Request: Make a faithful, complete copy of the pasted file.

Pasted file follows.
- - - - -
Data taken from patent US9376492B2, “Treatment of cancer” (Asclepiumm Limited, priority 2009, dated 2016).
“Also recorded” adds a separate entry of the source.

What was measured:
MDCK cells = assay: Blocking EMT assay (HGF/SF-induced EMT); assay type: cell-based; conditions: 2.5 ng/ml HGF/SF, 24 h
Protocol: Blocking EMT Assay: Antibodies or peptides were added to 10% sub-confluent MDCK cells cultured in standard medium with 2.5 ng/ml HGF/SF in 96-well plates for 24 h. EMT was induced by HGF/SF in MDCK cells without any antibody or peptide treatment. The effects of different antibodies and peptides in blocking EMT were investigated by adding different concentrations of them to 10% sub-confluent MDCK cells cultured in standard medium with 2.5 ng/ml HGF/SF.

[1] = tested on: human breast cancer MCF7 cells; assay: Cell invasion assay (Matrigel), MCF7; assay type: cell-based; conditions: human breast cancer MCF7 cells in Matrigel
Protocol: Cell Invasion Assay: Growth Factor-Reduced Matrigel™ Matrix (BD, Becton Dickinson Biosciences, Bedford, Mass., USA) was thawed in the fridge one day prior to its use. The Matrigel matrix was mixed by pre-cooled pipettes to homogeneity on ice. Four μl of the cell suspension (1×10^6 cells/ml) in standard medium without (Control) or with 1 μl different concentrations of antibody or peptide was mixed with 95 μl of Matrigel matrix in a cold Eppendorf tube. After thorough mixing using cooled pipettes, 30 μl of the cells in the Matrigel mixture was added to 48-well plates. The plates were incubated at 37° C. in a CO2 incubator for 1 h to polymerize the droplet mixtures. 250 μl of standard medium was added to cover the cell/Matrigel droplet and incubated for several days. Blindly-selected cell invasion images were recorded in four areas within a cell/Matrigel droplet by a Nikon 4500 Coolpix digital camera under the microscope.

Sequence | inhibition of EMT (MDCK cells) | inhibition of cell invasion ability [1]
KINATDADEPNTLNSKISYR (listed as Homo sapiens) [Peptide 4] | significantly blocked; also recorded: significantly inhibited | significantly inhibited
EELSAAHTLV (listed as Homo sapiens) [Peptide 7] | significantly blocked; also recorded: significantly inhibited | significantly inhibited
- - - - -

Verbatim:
Data taken from patent US9376492B2, “Treatment of cancer” (Asclepiumm Limited, priority 2009, dated 2016).
“Also recorded” adds a separate entry of the source.

What was measured:
MDCK cells = assay: Blocking EMT assay (HGF/SF-induced EMT); assay type: cell-based; conditions: 2.5 ng/ml HGF/SF, 24 h
Protocol: Blocking EMT Assay: Antibodies or peptides were added to 10% sub-confluent MDCK cells cultured in standard medium with 2.5 ng/ml HGF/SF in 96-well plates for 24 h. EMT was induced by HGF/SF in MDCK cells without any antibody or peptide treatment. The effects of different antibodies and peptides in blocking EMT were investigated by adding different concentrations of them to 10% sub-confluent MDCK cells cultured in standard medium with 2.5 ng/ml HGF/SF.

[1] = tested on: human breast cancer MCF7 cells; assay: Cell invasion assay (Matrigel), MCF7; assay type: cell-based; conditions: human breast cancer MCF7 cells in Matrigel
Protocol: Cell Invasion Assay: Growth Factor-Reduced Matrigel™ Matrix (BD, Becton Dickinson Biosciences, Bedford, Mass., USA) was thawed in the fridge one day prior to its use. The Matrigel matrix was mixed by pre-cooled pipettes to homogeneity on ice. Four μl of the cell suspension (1×10^6 cells/ml) in standard medium without (Control) or with 1 μl different concentrations of antibody or peptide was mixed with 95 μl of Matrigel matrix in a cold Eppendorf tube. After thorough mixing using cooled pipettes, 30 μl of the cells in the Matrigel mixture was added to 48-well plates. The plates were incubated at 37° C. in a CO2 incubator for 1 h to polymerize the droplet mixtures. 250 μl of standard medium was added to cover the cell/Matrigel droplet and incubated for several days. Blindly-selected cell invasion images were recorded in four areas within a cell/Matrigel droplet by a Nikon 4500 Coolpix digital camera under the microscope.

Sequence | inhibition of EMT (MDCK cells) | inhibition of cell invasion ability [1]
KINATDADEPNTLNSKISYR (listed as Homo sapiens) [Peptide 4] | significantly blocked; also recorded: significantly inhibited | significantly inhibited
EELSAAHTLV (listed as Homo sapiens) [Peptide 7] | significantly blocked; also recorded: significantly inhibited | significantly inhibited